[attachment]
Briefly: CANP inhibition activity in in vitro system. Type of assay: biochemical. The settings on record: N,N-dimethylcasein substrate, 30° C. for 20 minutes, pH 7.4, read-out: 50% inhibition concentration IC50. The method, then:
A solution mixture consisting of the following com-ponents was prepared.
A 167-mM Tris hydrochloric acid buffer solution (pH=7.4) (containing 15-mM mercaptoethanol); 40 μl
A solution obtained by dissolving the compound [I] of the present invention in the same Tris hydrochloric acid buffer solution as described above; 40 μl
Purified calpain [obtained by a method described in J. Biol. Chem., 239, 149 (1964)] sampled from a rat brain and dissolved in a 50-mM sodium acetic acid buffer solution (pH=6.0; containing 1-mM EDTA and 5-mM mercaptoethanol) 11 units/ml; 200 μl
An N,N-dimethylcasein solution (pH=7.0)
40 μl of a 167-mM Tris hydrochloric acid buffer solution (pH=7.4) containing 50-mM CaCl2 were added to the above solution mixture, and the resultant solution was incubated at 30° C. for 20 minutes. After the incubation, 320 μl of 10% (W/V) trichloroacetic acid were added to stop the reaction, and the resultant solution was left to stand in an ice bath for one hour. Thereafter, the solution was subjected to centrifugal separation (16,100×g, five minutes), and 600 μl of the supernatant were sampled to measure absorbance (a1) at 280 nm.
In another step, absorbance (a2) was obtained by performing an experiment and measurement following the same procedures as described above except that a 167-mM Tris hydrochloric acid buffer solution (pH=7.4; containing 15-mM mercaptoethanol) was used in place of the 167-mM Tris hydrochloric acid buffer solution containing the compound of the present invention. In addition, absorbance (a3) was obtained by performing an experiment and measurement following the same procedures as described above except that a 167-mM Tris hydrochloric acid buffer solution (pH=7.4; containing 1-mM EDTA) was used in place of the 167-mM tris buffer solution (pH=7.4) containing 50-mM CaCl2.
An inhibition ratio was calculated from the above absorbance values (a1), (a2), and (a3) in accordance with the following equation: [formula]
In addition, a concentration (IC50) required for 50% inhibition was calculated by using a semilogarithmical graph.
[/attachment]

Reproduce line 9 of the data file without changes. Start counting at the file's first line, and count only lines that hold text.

An inhibition ratio was calculated from the above absorbance values (a1), (a2), and (a3) in accordance with the following equation: [formula]